Batman and Superman: Similar Choices Made (SPOILERS)



The following is an opinion piece that touches upon some crucial plot points of both Man of Steel (2013) and Batman Begins (2005).  Cease to read any further if you do not wish to have these films spoiled for you.



















Many of us can agree that the killing, whether characterized as murder, execution, manslaughter, or the like, is something that superheros rarely partake in, if ever.

Those of you who have seen Man of Steel realize a particular potentially harrowing piece of information; the fact that Superman kills the antagonist of the film may disturb some fans of the flying blue symbol of hope.  Yes, as we recall, Superman holds the neck of General Zod within his powerful grasp, and snaps it with full force, successfully (and permanently) neutralizing the threat.

Next, consider Batman Begins, which portrays a young and developing Batman who “seeks the means to fight injustice,” and utilizes a combination of  theatricality and the element of fear to intimidate criminals.  Yet, Batman exercises more than just jujitsu and smoke pellets when he utters, “…I don’t have to save you” to antagonist Ra’s al Ghul, and subsequently allows him to die in the fire-y blaze of a crushing train derailment.

These two instances of superhero-propelled death-to-bad-guys may leave sour tastes in the mouths of those who either do not condone killing, or those who do not appreciate killing initiated by superheroes.  Regardless, we need to reflect and consider whether or not such acts of killing are acceptable, and if so, why?

Why does Superman kill General Zod?  The answer is simple: Rivaling Superman in strength, General Zod is an immensely powerful entity programmed from birth to devote his life to the preservation of his race of living beings, and will indubitably kill and destroy anyone or anything in his path in order to create a new Krypton, using Earth as the terrestrial template.  Furthermore, he explicitly threatened to murder a handful of innocent human beings, right before Superman’s eyes.  The issue is as such: Kill one man (or alien), or allow countless innocent humans die.

Why does Batman allow Ra’s al Ghul to die?  Ra’s (a.k.a. “the Demon’s Head”) is a man who does not waver in his belief that Gotham City must be destroyed, due to its overall corruption and the perceived inability for it to change for the better; hence, Ra’s leads his band of well-trained ninja-esque terrorists into Gotham with the intention to initiate the deaths of the city’s inhabitants.  As clarified in the film, the League of Shadows has previously and successfully eliminated civilizations, including both Constantinople and Rome, and led by Ra’s al Ghul, the League firmly promises to do so again.  Not merely displaying respect for his mentor, Batman saved Ra’s once before, prior to discovering the Demon’s true identity and his deathly intention.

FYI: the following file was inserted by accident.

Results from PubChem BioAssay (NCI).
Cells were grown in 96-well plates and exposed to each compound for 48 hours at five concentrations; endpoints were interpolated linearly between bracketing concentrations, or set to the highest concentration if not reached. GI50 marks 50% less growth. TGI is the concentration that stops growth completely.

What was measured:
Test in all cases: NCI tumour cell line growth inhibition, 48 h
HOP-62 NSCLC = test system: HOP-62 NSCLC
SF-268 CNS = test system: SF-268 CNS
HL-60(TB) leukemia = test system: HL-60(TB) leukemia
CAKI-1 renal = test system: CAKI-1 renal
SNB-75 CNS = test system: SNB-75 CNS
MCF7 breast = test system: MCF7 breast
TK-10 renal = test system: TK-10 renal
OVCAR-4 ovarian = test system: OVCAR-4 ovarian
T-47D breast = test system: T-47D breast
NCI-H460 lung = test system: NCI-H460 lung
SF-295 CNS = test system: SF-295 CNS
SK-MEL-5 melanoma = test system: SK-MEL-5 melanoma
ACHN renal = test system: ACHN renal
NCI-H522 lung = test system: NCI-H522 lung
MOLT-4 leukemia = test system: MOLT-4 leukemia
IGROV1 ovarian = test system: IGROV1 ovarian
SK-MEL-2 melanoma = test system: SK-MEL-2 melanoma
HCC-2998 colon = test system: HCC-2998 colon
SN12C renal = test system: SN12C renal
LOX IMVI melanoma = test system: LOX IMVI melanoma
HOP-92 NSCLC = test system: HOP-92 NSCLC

One should have difficulty speaking with conviction regarding the justification of killing; yet, death and killing are primary factors of life, and are worldwide elements that pervade essentially every species.  Lions eviscerate zebras for food, hunters blast animals for fun and meat, and convicted murderers tend to be legally executed via means of poison or even electricity; this does not justify indiscriminate or general killing, though.  Issues of morality and right-vs.-wrong shall forever be up for debate and discussion, and perhaps there is no universally definitive answer regarding whether or not Batman and Superman acted morally or fairly when their actions led to certain death — especially if you consider the option of imprisonment (which most likely does not apply to Zod, due to his immense power and escape from space-prison in a void).  However, one thing is undeniable: both superheroes did their absolute best to protect innocent people from imminent suffering and death; additionally, their choices add depth to their characters, which should be flawed, since human beings are flawed, fallible, and imperfect.  After all, in order for audiences to engage with the protagonist of a film, they must be able to empathize with the protagonist; still, audiences can relate to a protagonist’s human imperfection, but can they relate to the act of killing for a potential greater good?


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